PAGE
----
The first batch of 210 prerolls ever produced was… kinda nasty, to be honest. Considering the fact that these were going to be selling for $2.10 including taxes and markup, the test batch was made with the cheapest material available, and needless to say those joints weren’t up to snuff. Grimacing as he coughed, Sean and his processing partner acknowledged that they had used, “some REALLY crappy material” that was unfit for the shop’s grand opening celebration, so they threw out their first run of 210 prerolls. Sean strived to establish 210 Cannabis Co as the go-to dispensary in Arlington with a curated selection of cannabis products, and he immediately recognized that he needed to improve our flagship prerolls so as not to diminish the 210 Cannabis Co brand.
Being in the lucky position of working with a processor who is well connected with some of the best growers in the state, Sean and his mysterious (possibly imaginary) colleague set out to source higher quality material for the 210 prerolls. The next iteration of joints was better, but the mid-level flower was still mediocre, so they opted to push forward and sacrifice some of the profit margin for high quality material. “We need something much better than your average $5 joint,” he said, so they developed a more thorough criteria for vetting the cannabis that goes into 210 prerolls.
Standards of Quality for 210 Joints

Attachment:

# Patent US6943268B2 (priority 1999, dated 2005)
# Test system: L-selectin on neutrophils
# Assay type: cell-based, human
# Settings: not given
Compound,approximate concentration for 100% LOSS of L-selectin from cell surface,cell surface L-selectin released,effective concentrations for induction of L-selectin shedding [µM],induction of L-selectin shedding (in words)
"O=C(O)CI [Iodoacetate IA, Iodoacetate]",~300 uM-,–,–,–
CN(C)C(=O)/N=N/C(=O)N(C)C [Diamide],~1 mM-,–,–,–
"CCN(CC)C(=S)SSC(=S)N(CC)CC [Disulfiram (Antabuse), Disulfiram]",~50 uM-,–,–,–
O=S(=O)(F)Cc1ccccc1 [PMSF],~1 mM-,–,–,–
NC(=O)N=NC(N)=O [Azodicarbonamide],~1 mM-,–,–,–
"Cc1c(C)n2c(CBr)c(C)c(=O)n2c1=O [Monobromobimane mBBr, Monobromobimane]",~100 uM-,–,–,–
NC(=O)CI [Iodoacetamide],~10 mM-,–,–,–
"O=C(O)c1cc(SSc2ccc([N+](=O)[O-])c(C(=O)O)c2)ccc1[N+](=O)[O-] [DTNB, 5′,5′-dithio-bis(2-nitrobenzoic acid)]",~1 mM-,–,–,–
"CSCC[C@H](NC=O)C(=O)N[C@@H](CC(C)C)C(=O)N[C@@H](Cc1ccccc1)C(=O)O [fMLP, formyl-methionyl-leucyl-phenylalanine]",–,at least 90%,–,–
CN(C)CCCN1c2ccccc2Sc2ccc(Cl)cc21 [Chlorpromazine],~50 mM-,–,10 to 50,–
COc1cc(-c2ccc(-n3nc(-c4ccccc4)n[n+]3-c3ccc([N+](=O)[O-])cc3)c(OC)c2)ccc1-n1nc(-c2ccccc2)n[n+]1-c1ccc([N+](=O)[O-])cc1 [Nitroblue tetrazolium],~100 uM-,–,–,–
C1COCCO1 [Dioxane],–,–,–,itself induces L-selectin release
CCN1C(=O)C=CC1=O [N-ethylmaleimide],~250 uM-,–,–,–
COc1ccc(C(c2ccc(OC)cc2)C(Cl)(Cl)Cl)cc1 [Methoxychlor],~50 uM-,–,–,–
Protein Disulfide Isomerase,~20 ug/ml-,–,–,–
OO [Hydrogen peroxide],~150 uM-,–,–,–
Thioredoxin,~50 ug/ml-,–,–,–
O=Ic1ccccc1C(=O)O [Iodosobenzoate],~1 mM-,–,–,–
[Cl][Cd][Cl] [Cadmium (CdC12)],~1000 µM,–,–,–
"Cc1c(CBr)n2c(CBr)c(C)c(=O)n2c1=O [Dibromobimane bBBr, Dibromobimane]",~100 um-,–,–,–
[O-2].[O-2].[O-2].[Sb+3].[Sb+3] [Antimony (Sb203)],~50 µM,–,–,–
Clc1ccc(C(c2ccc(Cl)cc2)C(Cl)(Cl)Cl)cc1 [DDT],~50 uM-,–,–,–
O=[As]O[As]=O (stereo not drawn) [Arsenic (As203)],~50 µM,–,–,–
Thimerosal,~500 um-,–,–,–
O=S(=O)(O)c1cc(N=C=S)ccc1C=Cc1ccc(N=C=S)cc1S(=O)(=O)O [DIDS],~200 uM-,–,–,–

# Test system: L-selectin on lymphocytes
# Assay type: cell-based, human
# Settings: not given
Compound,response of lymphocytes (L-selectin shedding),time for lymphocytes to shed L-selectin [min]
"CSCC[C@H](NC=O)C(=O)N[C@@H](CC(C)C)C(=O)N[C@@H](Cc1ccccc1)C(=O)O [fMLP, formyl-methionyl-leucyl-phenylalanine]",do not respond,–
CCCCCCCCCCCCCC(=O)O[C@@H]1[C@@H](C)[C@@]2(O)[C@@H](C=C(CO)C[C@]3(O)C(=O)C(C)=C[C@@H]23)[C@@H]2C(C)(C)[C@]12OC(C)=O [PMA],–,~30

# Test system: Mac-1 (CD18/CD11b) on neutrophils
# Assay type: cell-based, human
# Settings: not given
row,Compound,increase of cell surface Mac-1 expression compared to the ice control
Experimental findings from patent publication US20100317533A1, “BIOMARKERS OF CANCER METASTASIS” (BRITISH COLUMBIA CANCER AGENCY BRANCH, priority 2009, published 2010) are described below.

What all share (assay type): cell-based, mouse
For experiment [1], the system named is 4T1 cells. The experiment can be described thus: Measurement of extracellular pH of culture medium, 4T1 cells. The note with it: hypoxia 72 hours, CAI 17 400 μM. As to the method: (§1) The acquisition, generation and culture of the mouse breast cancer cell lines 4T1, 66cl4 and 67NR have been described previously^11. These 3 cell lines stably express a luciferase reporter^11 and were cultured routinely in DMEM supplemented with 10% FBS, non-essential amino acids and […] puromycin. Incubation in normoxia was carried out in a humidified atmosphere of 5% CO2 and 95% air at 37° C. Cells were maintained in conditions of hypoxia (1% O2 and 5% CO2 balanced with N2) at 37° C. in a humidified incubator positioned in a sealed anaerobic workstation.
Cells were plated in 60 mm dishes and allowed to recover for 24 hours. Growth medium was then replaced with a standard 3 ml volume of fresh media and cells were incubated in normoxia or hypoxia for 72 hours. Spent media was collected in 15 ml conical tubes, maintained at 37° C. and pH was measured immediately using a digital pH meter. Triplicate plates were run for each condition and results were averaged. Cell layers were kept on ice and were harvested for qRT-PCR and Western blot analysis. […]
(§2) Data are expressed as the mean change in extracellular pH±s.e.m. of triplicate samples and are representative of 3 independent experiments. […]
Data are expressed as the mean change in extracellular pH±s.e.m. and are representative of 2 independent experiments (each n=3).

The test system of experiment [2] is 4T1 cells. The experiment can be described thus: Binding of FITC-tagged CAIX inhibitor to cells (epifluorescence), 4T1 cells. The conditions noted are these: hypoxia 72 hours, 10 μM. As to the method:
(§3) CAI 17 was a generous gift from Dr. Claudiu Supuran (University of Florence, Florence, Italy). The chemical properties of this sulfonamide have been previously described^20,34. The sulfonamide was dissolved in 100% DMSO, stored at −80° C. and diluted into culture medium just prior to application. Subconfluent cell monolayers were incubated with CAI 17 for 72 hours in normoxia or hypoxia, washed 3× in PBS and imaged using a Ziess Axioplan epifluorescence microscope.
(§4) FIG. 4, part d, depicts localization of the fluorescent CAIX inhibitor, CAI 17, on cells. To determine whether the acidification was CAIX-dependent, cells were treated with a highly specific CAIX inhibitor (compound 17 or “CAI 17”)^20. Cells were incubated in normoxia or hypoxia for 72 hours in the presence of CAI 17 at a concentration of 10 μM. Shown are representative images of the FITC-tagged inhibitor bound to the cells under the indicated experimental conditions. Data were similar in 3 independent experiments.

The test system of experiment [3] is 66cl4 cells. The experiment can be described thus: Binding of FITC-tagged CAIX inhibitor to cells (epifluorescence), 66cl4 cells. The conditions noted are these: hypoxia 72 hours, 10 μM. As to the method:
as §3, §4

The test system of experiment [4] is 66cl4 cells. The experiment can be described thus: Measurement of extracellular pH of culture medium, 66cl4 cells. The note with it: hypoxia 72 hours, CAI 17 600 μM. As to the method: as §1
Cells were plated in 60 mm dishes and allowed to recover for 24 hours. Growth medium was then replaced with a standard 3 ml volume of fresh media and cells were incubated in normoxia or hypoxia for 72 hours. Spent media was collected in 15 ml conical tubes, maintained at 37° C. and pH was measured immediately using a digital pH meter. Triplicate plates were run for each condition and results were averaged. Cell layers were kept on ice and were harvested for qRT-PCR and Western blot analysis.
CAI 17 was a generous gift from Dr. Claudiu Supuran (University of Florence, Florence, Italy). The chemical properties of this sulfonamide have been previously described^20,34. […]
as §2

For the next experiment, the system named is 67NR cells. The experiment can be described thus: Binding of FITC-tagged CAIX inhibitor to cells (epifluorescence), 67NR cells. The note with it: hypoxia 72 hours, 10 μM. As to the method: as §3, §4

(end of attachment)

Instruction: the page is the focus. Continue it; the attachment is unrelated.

When vendors contact our processing partner about having material for 210 prerolls, Sean and his alleged colleague vet the weed on the following criteria:
1. The Certificates of Analysis (COAs) must demonstrate that the material is clean and safe (pesticide tested),
2. The cannabis must be indoor or greenhouse grown only– not outdoor,
3. The harvest must not have had any issues (like powdery mildew or spider mites),
4. The weed can’t be old (typically we like to keep the harvest date within 6 months), and
5. The flower must have a good nose (scent & flavor).
The results speak for themselves: 210 prerolls are a hit, and we’ve sold as many as 12,000 units in a single month, which is well over 420 ounces of 1 gram joints! We take pride in saying that they’re the best $2.10 you’ll ever spend, and they’re worth the drive to Arlington. If you can’t believe a $2.10 joint can burn with a resin ring, let us make you into a believer.
The Future of 210 Products
Considering the success and popularity of our 210 prerolls, it’s common for our customers and patients to ask if we have plans to put out any more 210 branded products in the future. We can’t say too much at this point, but the answer is yes! Among other projects, Sean has been collaborating with one of our favorite farms to curate some very unique genetics that are new to Washington’s cannabis market, so be on the lookout and sign up for our newsletter & loyalty program to be notified as soon as they’re available.
About the Author
Ramsey Doudar has continuously worked in Washington’s cannabis industry for over 10 years, holding various positions that ranged from marketing strategist to inventory manager. He serves as the Marketing & Communications Coordinator for 210 Cannabis Co, and is also the founding member of a cannabis consumer advocacy group.